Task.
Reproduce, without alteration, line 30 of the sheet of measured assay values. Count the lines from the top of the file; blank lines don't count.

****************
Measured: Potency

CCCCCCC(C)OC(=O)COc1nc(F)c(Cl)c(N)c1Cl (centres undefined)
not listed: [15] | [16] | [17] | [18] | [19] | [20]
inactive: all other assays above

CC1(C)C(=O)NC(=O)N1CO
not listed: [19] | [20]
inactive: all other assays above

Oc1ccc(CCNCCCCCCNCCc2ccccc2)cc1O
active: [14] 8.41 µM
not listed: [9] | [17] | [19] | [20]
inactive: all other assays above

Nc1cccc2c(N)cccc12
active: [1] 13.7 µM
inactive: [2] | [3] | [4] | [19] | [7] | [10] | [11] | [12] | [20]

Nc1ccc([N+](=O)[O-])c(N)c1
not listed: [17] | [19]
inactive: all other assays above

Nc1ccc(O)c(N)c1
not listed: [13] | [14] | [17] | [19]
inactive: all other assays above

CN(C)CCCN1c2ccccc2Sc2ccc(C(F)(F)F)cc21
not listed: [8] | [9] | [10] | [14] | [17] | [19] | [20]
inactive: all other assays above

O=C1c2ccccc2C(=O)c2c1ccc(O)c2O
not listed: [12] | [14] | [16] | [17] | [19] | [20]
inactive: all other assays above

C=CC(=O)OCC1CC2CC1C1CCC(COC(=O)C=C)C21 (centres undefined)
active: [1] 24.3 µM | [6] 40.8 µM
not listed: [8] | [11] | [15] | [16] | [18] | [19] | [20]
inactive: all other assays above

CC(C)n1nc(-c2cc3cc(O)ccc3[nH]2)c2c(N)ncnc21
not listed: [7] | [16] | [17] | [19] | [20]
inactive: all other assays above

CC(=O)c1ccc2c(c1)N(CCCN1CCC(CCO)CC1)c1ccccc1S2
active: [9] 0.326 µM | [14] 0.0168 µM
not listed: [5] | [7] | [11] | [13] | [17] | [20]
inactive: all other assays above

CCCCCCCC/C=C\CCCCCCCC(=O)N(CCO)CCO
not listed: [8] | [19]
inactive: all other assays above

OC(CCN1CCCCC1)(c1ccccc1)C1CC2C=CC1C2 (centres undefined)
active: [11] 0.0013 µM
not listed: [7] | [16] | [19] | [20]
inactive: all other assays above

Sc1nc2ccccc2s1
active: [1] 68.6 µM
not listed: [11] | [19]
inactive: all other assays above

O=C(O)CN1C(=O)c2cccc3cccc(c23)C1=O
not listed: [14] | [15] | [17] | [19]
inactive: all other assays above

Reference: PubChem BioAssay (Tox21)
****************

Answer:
inactive: all other assays above